Kommersant reported that the list includes news anchor and state media boss Dmitry Kiselyov, senior pro-Kremlin lawmaker Alexei Pushkov who hosts the show “Postscript” on TVTS. Pushkov is already sanctioned by U.S. over Russia’s aggression in Ukraine. Also included in the list are Vladimir Solovyev, Arkady Mamontov, Andrei Karaulov, Oleg Dobroyedev (director of the main state broadcasting company VGTRK), Konstantin Syomin, and Vladimir Kulistikov (director of pro-Kremlin channel NTV).
In addition to the list of propagandists, a document entitled “Examples and evidence of public appeals to the extrajudicial killing of Boris Nemtsov” was submitted to the congressmen. In it are cited statements these figures made specifically about Nemtsov which they contend take their rhetoric outside the bounds of free speech and the First Amendment.
Kara-Murza explains that these propagandists are not engaging in journalism:
The responsibility for the murder of Boris Nemtsov is shared by those who, month after month, vilified and denounced him in government-controlled media outlets as a ‘traitor,’ the ‘fifth column,’ and an ‘enemy of Russia’ for opposing [President] Vladimir Putin’s corruption and repressive policies at home, and his war on Ukraine. This was not journalism or the exercise of the freedom of speech. This was state-sponsored incitement to murder. Denying these individuals the privilege of traveling to and owning assets in the West is the least the democratic world can do to honor the memory of Boris Nemtsov.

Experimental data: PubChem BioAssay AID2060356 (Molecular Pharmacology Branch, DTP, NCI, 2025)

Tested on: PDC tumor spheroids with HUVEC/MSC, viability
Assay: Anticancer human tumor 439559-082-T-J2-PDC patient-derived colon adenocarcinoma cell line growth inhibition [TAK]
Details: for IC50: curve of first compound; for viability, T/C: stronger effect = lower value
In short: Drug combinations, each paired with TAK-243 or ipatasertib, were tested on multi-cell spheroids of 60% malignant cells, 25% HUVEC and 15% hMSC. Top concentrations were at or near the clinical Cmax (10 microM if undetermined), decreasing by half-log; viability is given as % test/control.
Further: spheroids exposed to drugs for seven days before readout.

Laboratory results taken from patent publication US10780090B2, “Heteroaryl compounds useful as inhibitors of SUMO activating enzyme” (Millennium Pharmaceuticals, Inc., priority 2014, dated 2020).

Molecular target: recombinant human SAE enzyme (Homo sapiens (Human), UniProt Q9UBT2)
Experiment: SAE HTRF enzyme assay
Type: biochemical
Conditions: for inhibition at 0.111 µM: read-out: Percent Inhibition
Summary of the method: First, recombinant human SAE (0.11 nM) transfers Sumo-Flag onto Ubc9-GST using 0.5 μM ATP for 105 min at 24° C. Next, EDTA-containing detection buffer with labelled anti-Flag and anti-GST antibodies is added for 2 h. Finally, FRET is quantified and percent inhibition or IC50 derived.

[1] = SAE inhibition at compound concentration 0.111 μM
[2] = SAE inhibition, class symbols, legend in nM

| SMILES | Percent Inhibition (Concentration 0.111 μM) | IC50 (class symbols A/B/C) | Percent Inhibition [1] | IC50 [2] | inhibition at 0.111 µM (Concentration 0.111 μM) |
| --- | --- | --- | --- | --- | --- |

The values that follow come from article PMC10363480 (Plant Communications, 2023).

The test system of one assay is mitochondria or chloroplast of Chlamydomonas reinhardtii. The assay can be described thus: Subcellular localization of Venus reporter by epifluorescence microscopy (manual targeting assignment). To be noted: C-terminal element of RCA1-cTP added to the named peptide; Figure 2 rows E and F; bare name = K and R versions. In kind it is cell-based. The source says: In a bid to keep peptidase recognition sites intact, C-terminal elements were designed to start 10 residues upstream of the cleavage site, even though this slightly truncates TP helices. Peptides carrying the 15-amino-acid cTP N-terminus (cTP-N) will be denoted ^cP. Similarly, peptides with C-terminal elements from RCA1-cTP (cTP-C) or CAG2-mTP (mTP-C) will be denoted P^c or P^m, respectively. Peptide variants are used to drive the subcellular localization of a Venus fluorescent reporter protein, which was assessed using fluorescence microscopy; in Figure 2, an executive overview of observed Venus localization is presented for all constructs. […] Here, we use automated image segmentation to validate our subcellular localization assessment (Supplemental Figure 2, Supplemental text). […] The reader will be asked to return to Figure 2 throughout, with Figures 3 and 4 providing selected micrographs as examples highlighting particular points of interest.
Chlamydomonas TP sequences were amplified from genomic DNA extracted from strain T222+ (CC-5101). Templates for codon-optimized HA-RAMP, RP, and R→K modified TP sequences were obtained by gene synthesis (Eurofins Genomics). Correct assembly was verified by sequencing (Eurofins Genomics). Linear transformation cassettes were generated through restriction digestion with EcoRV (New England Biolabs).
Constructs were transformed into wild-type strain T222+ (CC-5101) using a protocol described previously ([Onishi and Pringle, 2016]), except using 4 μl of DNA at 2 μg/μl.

Today’s Russian propaganda is as beguiling as it is powerful. As many have pointed out, it isn’t the traditional form of propaganda the world is used to, one that’s promotional and full of bravado. Russian propaganda today is an enormous behemoth that combines elements of slick marketing and public relations with KGB style psychological manipulation, made more powerful by an increasingly authoritarian state. It feeds on Russia’s historical traumas of war and sacrifice as well as infamous personality cults of Stalin and now Putin, creating a distorted and violent form of patriotism that is founded on resentment of Western “enemies” who are portrayed as fascist killers. And since Russians get all of their news from state-controlled media, mostly television, Putin’s regime is able not only to control information. The regime can use Russian television to persuade people that patriotism means hating those who oppose Putin or his policies. Moreover, if one fails to embrace this type of patriotism, then one has betrayed Russia and become a traitor, and must be a foreign agent. Such propaganda seeps into Russian society via a constant barrage of images and narratives on Russian television daily, 24/7, presented and interpreted by the nation’s chief propagandists.